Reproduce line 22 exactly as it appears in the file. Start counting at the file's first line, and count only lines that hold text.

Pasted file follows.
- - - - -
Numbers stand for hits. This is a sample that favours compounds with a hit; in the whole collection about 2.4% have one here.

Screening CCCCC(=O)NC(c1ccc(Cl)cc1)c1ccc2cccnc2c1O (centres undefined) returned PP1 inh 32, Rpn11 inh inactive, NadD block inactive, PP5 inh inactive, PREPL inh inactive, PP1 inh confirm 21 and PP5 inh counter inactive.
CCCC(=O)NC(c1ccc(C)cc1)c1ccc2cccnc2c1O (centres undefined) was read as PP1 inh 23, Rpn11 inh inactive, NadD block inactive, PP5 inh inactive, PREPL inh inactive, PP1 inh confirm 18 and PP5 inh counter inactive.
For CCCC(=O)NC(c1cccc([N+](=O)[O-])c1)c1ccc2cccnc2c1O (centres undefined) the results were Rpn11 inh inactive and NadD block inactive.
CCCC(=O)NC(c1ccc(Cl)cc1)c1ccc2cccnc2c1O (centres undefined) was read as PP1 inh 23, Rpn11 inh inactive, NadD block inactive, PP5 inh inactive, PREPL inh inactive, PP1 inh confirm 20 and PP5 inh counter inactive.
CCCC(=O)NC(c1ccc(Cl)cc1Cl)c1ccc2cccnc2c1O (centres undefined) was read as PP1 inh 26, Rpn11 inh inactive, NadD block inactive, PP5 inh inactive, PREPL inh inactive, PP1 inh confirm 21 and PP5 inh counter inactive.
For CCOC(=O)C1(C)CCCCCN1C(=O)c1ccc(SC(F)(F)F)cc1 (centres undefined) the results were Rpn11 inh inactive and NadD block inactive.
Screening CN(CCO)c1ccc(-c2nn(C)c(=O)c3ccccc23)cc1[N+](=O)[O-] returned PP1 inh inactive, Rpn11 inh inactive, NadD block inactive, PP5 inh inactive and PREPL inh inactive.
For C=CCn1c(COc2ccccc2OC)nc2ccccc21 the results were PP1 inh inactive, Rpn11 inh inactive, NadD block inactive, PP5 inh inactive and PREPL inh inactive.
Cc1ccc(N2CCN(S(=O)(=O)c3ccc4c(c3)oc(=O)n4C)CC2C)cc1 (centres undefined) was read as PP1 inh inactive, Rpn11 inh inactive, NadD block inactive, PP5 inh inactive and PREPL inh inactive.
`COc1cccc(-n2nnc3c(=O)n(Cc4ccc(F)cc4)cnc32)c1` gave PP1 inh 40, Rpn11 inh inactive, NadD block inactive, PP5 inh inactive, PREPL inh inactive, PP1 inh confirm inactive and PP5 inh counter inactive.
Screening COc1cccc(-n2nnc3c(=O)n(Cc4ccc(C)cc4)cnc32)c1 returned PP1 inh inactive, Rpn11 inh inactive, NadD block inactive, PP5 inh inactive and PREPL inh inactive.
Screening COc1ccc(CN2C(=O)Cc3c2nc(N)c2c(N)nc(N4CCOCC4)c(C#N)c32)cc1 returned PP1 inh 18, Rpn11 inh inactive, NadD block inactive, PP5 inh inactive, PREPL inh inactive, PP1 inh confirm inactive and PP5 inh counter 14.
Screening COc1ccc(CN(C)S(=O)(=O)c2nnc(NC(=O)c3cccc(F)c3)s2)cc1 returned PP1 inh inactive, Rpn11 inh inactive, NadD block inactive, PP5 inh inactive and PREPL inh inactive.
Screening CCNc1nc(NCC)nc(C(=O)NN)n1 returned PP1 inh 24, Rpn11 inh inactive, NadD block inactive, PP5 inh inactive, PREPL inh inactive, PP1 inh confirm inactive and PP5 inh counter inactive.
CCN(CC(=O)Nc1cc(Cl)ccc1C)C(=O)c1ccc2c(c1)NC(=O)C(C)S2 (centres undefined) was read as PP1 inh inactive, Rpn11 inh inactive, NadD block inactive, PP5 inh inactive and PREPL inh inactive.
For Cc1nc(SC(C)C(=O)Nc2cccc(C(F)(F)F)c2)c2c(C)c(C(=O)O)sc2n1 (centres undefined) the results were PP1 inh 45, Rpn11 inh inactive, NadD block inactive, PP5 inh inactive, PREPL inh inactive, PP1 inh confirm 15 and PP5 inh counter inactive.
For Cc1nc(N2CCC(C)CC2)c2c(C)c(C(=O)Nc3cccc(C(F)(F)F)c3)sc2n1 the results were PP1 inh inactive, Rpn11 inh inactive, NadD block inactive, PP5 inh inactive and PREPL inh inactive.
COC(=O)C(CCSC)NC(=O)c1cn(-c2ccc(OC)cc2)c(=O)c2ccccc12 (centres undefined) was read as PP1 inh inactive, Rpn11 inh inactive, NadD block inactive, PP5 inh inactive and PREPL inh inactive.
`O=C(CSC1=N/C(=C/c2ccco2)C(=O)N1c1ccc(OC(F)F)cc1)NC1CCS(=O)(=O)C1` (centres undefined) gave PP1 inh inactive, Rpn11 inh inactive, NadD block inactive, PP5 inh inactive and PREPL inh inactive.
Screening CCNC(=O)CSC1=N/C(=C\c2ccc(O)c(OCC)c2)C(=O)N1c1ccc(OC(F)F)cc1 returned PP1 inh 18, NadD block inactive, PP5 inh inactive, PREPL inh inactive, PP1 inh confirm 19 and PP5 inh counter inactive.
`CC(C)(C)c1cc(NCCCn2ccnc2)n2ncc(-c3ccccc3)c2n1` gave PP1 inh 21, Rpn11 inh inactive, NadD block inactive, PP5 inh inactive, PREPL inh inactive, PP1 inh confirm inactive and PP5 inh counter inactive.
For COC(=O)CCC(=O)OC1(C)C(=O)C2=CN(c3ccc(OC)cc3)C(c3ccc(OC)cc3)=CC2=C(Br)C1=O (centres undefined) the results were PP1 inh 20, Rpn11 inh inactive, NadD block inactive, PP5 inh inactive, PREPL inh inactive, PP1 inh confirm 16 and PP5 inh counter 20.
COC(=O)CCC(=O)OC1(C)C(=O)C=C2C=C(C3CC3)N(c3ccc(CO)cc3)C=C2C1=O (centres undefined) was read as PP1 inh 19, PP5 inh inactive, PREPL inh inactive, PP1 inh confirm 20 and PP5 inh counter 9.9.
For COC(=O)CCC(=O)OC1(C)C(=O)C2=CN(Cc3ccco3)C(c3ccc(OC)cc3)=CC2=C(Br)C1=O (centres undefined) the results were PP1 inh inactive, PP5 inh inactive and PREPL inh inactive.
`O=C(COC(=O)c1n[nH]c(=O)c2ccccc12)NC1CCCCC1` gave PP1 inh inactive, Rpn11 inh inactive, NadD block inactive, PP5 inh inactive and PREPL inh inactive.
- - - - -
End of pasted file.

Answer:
`CC(C)(C)c1cc(NCCCn2ccnc2)n2ncc(-c3ccccc3)c2n1` gave PP1 inh 21, Rpn11 inh inactive, NadD block inactive, PP5 inh inactive, PREPL inh inactive, PP1 inh confirm inactive and PP5 inh counter inactive.